Mary Greenhow was born in 1819 in Richmond, Virginia. She married Winchester attorney Hugh Holmes Lee in 1843, but his death before the war left her a widow. She resided on North Cameron Street in a house near the intersection of today’s Cameron and Piccadilly Streets.
Among Winchester’s “devil diarists,” Mary Lee was perhaps the most vehement in her strong convictions to the Confederate cause. Aside from letting the Union occupiers know her contempt for them, Mary Lee spent her time gathering supplies for Confederate troops. In February 1865, General Philip H. Sheridan exiled her from Winchester. She confronted Sheridan, but he wanted no words with her. Ultimately, Mary Lee resettled and lived out her final years in Baltimore, Maryland. She died in 1907 and was buried in the Mount Hebron Cemetery.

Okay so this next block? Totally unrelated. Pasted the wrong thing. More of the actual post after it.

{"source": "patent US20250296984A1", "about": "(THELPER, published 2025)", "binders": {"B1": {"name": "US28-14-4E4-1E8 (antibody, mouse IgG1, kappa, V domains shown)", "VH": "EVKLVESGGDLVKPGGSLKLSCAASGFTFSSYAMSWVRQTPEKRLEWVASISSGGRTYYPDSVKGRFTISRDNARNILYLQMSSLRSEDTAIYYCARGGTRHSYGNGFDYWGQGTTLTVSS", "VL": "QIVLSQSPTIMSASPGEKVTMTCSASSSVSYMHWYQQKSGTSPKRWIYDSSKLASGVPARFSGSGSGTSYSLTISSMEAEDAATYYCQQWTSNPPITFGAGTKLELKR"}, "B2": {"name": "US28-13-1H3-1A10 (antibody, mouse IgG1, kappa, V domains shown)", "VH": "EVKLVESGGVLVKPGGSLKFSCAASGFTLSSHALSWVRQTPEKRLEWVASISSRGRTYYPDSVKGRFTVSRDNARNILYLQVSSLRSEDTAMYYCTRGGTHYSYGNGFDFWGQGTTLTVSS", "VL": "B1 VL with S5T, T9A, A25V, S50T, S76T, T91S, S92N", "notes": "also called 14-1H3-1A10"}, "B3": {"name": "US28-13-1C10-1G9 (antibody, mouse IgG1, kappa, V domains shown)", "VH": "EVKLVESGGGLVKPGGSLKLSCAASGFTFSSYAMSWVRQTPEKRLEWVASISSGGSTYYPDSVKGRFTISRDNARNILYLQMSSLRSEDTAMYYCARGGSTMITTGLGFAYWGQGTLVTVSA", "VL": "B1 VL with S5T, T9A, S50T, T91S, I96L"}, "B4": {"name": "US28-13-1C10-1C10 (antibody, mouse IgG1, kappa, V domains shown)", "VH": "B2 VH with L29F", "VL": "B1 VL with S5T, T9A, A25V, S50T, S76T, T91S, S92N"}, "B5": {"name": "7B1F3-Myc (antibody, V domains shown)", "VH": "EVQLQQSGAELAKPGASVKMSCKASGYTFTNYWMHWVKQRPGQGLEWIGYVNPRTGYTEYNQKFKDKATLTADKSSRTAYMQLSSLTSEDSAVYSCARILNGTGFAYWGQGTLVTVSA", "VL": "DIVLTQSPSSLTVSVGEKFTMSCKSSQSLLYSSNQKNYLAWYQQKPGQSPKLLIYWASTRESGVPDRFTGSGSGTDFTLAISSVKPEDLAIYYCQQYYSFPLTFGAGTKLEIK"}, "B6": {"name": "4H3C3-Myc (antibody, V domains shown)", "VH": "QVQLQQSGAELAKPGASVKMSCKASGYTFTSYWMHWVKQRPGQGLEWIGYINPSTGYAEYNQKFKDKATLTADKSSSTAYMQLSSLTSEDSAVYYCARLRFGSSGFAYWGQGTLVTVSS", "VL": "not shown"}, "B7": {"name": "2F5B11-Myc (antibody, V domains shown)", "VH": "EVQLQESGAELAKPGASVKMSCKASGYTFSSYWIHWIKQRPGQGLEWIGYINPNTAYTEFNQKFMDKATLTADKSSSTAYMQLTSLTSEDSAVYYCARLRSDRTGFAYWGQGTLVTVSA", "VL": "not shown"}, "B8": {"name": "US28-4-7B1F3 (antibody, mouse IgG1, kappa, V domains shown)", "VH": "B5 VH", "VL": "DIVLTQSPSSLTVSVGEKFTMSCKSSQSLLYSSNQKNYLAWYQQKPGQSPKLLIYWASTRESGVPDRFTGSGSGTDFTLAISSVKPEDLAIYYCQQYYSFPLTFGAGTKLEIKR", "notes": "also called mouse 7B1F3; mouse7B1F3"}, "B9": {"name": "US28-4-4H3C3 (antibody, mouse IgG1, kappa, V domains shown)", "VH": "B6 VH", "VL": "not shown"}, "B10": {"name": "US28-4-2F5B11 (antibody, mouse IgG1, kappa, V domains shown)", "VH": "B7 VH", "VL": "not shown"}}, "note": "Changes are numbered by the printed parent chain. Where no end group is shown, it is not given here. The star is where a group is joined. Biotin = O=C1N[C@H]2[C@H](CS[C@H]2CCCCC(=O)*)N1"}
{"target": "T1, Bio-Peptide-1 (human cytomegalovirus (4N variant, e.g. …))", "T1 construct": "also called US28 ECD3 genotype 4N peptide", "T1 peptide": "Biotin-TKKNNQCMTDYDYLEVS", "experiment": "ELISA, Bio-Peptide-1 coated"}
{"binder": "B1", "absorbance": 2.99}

While Mary Lee contributed all she could to the cause of Confederate independence, she also made a lasting contribution to history. In March 1862, she began to record the events in occupied Winchester. Initially, Lee intended to keep the journal for Jeannie Mason, daughter of James Mason, a former United States Senator and author of the Fugitive Slave Law. During the war, James Mason and his family left Winchester for Richmond, where he served as a Confederate diplomat. It was Mary Lee’s hope to give Jeannie Mason the journal after the war. Mary Lee’s diary is probably the most-often quoted primary source for historians studying wartime experiences of civilians in occupied Winchester. The original diary can be seen at the Stewart Bell, Jr. Archives Room of Handley Regional Library.